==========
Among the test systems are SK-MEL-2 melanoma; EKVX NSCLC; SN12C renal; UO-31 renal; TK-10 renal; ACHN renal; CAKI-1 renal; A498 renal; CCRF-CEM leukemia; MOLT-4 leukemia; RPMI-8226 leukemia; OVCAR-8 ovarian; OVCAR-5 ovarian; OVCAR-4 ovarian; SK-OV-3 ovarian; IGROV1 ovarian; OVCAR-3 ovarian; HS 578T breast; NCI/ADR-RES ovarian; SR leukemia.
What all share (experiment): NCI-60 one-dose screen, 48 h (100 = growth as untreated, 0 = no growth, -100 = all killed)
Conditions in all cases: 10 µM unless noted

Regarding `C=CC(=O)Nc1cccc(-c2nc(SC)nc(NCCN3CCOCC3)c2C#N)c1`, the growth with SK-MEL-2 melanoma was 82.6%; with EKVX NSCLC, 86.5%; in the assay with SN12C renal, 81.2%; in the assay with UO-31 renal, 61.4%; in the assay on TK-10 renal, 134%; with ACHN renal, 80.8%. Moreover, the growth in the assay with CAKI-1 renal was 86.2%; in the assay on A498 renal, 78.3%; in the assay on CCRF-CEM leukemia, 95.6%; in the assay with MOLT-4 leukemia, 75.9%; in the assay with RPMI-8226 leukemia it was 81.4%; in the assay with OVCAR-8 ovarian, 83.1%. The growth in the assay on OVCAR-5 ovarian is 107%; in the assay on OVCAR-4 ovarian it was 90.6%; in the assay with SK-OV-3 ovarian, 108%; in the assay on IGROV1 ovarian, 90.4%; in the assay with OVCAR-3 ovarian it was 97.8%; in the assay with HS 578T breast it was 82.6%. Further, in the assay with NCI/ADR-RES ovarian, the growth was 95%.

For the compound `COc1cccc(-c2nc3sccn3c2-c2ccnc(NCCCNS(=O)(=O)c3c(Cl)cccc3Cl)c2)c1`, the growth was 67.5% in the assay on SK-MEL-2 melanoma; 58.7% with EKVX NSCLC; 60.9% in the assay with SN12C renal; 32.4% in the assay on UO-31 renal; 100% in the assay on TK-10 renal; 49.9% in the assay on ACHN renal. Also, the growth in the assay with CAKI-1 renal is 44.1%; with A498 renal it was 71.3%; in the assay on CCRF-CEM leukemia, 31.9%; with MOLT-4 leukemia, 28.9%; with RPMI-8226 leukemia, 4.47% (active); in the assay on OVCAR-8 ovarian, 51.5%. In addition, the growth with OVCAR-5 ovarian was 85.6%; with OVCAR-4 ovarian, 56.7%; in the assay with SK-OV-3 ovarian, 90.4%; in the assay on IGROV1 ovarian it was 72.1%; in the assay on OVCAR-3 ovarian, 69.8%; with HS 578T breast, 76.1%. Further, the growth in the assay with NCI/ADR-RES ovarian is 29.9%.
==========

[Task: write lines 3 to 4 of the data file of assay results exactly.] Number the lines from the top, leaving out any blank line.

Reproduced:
Conditions in all cases: 10 µM unless noted

Regarding `C=CC(=O)Nc1cccc(-c2nc(SC)nc(NCCN3CCOCC3)c2C#N)c1`, the growth with SK-MEL-2 melanoma was 82.6%; with EKVX NSCLC, 86.5%; in the assay with SN12C renal, 81.2%; in the assay with UO-31 renal, 61.4%; in the assay on TK-10 renal, 134%; with ACHN renal, 80.8%. Moreover, the growth in the assay with CAKI-1 renal was 86.2%; in the assay on A498 renal, 78.3%; in the assay on CCRF-CEM leukemia, 95.6%; in the assay with MOLT-4 leukemia, 75.9%; in the assay with RPMI-8226 leukemia it was 81.4%; in the assay with OVCAR-8 ovarian, 83.1%. The growth in the assay on OVCAR-5 ovarian is 107%; in the assay on OVCAR-4 ovarian it was 90.6%; in the assay with SK-OV-3 ovarian, 108%; in the assay on IGROV1 ovarian, 90.4%; in the assay with OVCAR-3 ovarian it was 97.8%; in the assay with HS 578T breast it was 82.6%. Further, in the assay with NCI/ADR-RES ovarian, the growth was 95%.